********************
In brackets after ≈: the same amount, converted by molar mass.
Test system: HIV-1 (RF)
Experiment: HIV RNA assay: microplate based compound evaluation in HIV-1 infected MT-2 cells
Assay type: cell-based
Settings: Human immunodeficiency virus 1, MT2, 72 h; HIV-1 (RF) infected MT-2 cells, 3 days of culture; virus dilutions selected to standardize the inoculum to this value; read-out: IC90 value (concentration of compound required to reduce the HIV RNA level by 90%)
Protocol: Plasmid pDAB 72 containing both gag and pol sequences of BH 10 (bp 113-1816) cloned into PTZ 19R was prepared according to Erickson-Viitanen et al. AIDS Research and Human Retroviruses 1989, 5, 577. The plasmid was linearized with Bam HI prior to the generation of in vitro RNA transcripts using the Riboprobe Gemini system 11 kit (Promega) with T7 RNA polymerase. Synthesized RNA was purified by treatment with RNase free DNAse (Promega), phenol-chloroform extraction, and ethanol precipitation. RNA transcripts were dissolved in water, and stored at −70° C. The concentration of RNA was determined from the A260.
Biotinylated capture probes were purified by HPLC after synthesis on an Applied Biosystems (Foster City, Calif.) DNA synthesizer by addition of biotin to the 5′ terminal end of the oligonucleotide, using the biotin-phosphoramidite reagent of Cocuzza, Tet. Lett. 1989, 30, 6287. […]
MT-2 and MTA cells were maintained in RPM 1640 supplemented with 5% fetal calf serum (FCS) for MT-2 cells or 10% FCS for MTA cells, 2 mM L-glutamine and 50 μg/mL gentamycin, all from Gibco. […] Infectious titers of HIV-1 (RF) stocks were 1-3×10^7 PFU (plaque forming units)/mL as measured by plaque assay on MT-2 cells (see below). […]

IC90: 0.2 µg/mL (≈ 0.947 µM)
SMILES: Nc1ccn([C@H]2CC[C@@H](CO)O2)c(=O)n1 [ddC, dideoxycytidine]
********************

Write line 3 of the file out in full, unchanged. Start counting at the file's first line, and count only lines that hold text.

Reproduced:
Experiment: HIV RNA assay: microplate based compound evaluation in HIV-1 infected MT-2 cells